Many downtown businesses and their customers are asking: where is the Olympia Police Department’s evening downtown walking patrol?
They’re coming, but staffing challenges are delaying their arrival, said Lt. Paul Lower, spokesman for the police department. They’ll likely hit the streets in mid-July and stick around until late September.
Two officers will be dedicated to 10-hour shifts — 5 p.m. to 3 a.m. Wednesdays through Saturdays.
Councilwoman Jeannine Roe raised the issue at last week’s Olympia City Council meeting, and said that downtown businesses have been asking about the patrols. City Manager Steve Hall said $60,000 of the city’s budget has been set aside for the walking patrol — but that’s not the issue.
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Following a rash of retirements late last year and early this year, the police department has a lot of empty positions to fill.
“We have a lot of people in the training process,” Lower said. “And that takes awhile.”
Many of the recent retirees joined the Olympia Police Department in the 1980s and never left, Lower said. Several department managers also became eligible for retirement at the same time.
As a result, many officers have been moved out of the patrol division — the division that walking patrol officers are pulled from — and placed temporarily in management positions, Lower said. The department is working to permanently promote people.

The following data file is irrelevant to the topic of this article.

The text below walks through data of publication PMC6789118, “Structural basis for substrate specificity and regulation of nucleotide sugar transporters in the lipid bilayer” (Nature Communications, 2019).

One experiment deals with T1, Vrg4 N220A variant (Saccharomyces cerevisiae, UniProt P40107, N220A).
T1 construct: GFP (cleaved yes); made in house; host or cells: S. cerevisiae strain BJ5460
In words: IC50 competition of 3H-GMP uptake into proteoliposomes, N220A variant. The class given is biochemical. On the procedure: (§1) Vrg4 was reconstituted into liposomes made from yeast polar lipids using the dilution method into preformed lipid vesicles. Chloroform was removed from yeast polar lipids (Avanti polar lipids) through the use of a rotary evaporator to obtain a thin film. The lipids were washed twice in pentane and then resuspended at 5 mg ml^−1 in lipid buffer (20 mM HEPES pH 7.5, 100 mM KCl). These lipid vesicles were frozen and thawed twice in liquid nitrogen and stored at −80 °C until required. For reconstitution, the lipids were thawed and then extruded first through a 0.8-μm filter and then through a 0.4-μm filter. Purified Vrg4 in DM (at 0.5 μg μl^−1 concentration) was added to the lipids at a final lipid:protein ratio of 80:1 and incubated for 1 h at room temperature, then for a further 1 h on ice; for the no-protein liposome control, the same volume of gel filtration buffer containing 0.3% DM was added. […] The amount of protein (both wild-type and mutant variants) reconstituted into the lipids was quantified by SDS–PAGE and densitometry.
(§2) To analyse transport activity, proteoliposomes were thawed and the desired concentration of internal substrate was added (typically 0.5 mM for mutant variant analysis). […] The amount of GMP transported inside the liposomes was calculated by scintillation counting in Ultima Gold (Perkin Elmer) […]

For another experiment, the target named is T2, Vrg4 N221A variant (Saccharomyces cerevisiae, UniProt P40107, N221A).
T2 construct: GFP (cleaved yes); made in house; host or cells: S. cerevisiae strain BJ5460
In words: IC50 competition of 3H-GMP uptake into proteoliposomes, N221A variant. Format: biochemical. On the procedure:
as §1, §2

Meanwhile, four officers are in training, and two are waiting to go to the state academy. But, several other departments are in the same position, so the academy is full. The two officers will likely enter the academy in late August, Lower said.
The police department also is running background checks on candidates for two other officer positions. Since the demand for officers statewide is high, it’s getting harder and harder to find candidates.
“It’s really competitive,” Lower said. “Most candidates come to us with three or four other agencies looking at them. We’ll start backgrounding someone only to learn that they’ve been hired by Fife, or somewhere else.”
After a several-year hiatus, the Olympia Police Department reinstated the evening walking patrol in 2015, with the goal of making downtown safer on summer nights, when police typically see an increase in disorderly activity.
The job involves getting to know the downtown community — including business owners and patrons, said Officer Paul Frailey, who held the job in 2015.
The job also involves a lot of — you guessed it — walking.
In 2015, Frailey said he invested in a new pair of boots for his new assignment.